Relaxation techniques assist your body in learning how to become physically and emotionally calm. Rather than mentally willing yourself to relax, a few deep breaths will automatically send your brain and body a message that it’s time to slow down. When first starting out, I recommend trying a guided imagery exercise which you can access by downloading a relaxation app like Calm or Headspace on your phone.

Take Five

Did you know there is such a thing as a stress reaction cycle? This is the series of responses your body automatically launches into when faced with a threatening or stressful situation. Intermittent breaks from high stress environments can help disrupt this stress response cycle and help you return to a de-stressed state more quickly.

Try scheduling short breaks throughout your day. These pauses can be anything from a 5-minute meditation, a short stretch at your desk, or a brief head-clearing walk around your office. The idea is to focus on something other than the situation or task at hand, to give your mind and body a chance to reset.

Tune In

Music can help us manage stress and positively impact our health in so many ways. While most people think of listening to music as a passive activity, it can have a tangible impact on certain bodily responses like reducing the number of stress hormones in your body.

Implementing music into your daily routine is a fun way to reduce stress throughout your day. Put together some playlists with different speeds, styles, and tempos that correspond with your daily routines and enjoy! Popular streaming services like Pandora and Spotify also have pre-populated meditation or concentration playlists, which are perfect for background music at work or when you don’t know what you want to listen to.

Reach Out

Some stressful situations are unavoidable but reaching out for support and guidance from a friend or trusted loved one will almost always make you feel better and less alone. Your audience may not be able to make your stressors disappear but talking through your troubles with friends helps to foster a sense of support and can serve as a welcome mental distraction from the problems at hand.

Sharing your burden with another person can help you process your situation in a different way. It can also have the additional advantage of bringing you closer together as you confide in one another.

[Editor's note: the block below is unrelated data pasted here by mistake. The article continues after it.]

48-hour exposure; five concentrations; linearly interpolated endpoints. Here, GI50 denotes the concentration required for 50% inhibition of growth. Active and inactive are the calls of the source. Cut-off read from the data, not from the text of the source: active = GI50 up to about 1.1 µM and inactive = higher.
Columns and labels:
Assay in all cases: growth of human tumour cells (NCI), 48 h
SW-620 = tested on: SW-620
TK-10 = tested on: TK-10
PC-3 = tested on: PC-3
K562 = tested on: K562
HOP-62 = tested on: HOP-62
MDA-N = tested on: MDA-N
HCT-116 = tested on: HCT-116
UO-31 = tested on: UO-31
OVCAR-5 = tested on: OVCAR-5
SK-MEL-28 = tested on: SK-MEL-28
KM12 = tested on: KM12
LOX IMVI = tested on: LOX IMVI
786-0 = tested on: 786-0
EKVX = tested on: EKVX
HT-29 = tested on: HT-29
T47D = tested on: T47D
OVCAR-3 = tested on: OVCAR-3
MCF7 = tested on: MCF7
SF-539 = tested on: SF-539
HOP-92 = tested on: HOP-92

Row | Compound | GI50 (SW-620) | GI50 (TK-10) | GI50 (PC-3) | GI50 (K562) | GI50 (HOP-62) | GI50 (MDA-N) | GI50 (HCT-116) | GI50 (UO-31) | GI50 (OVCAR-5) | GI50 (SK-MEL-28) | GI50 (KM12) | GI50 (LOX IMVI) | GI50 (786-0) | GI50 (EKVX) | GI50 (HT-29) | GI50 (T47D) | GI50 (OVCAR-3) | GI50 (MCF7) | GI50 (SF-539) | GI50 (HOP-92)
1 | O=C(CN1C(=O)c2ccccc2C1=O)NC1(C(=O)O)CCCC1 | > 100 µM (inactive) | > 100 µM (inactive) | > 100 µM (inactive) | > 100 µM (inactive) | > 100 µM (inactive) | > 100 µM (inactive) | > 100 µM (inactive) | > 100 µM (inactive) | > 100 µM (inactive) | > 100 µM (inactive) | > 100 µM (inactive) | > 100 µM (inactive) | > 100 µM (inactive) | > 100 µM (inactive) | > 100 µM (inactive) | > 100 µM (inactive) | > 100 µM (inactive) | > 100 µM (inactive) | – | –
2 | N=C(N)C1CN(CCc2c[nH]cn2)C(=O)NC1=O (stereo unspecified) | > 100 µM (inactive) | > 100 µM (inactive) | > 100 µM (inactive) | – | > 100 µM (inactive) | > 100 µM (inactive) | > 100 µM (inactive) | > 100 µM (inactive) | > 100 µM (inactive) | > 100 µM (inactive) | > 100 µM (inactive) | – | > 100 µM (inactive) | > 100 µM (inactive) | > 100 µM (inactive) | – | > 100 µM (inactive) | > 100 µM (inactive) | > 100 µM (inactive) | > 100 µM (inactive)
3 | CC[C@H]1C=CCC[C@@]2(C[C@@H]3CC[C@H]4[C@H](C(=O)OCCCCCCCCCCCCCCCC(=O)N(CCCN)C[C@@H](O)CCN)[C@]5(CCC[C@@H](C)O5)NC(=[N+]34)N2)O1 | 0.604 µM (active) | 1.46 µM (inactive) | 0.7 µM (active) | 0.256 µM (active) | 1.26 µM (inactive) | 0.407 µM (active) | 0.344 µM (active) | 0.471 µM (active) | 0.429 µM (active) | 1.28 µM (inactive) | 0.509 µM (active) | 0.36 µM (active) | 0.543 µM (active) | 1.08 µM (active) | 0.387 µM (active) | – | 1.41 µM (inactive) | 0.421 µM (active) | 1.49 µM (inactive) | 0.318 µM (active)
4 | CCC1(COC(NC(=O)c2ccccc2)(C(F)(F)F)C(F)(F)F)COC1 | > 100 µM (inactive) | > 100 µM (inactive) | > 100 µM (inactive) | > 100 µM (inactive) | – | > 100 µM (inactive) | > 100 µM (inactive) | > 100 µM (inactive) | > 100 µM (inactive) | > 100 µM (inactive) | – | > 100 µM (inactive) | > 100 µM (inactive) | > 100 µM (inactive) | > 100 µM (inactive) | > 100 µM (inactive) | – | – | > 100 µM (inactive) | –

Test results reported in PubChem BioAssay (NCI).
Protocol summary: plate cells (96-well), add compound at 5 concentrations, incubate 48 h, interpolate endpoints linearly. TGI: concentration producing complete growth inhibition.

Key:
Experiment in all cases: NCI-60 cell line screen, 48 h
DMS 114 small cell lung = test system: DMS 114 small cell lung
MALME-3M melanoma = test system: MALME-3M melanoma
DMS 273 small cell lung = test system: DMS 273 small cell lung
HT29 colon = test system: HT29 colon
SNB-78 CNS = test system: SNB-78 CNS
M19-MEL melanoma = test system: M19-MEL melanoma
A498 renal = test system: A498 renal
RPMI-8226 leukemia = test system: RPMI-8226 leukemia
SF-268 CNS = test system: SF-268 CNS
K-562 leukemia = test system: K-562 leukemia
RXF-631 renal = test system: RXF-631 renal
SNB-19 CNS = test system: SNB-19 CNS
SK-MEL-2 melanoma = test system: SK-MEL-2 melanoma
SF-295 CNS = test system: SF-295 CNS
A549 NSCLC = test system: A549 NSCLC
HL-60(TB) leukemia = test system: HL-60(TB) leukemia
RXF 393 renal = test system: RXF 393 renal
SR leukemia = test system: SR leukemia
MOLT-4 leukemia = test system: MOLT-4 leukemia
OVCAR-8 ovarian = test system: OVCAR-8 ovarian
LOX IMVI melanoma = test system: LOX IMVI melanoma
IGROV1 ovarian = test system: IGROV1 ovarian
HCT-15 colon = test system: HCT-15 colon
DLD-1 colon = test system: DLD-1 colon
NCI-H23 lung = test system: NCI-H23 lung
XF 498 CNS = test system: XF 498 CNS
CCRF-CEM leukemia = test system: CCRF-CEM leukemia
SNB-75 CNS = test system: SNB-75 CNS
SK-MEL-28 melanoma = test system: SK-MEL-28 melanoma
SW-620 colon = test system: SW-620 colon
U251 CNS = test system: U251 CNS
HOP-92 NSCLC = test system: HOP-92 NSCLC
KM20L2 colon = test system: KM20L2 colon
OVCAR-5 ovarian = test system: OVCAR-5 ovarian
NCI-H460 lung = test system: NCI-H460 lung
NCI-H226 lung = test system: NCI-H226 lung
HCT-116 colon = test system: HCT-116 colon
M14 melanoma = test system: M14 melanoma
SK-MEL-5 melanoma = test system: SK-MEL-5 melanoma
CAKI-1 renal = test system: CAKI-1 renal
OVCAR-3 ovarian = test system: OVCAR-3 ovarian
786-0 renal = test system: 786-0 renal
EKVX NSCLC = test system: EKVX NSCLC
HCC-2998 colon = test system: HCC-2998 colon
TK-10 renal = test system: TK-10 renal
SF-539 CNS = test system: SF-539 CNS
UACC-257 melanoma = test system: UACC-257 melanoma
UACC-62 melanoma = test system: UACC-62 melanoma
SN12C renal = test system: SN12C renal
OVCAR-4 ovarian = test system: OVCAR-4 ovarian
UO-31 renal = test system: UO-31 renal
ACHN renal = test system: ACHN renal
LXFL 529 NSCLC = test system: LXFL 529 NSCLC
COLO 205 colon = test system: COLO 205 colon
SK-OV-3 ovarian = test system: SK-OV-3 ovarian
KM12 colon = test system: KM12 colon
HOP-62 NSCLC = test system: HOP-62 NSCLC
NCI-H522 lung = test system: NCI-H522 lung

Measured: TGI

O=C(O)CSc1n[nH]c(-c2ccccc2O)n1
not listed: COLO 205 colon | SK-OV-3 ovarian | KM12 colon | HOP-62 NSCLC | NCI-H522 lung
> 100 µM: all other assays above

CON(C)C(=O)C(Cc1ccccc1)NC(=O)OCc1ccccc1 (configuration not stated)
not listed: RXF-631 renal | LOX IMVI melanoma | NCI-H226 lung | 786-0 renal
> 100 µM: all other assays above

Dr. Teresa Christian is a member of the Ochsner North Shore Department of Psychiatry, supporting the primary care team as an integrated behavioral health consultant. An upstate New York native, Dr. Christian most recently relocated from Jackson, Mississippi to Louisiana to reside with her husband, Matt. There, she served as a clinical psychologist within the Department of Surgery at the University of Mississippi Medical Center, working in areas including organ transplantation, bariatrics and women’s health.

Prior to her time in Mississippi, Dr. Christian worked as an integrated behavioral health consultant at Cannon Air Force Base in Clovis, New Mexico as well as an integrated psychologist with the Physical Medicine and Rehabilitation Department and Psychiatric ICU at Rutland Regional Medical Center in Rutland, Vermont.

Dr. Christian completed a post-doctoral health psychology fellowship with the Henry Ford Hospital Transplant Institute, in affiliation with Wayne State University School of Medicine in Detroit, Michigan. She obtained a Doctorate in Clinical Psychology from California Institute of Integral Studies, a Master of Science in Education in Community Mental Health Counseling from The College of Saint Rose, and a Bachelor of Arts in Psychology from Canisius College.

Dr. Christian’s primary clinical interests include studying adjustments to chronic medical conditions, promoting healthy lifestyle changes to reduce health risk, improving prognosis and treatment adherence, and pre-surgical evaluations as well as programmatic development to enhance overall patient care.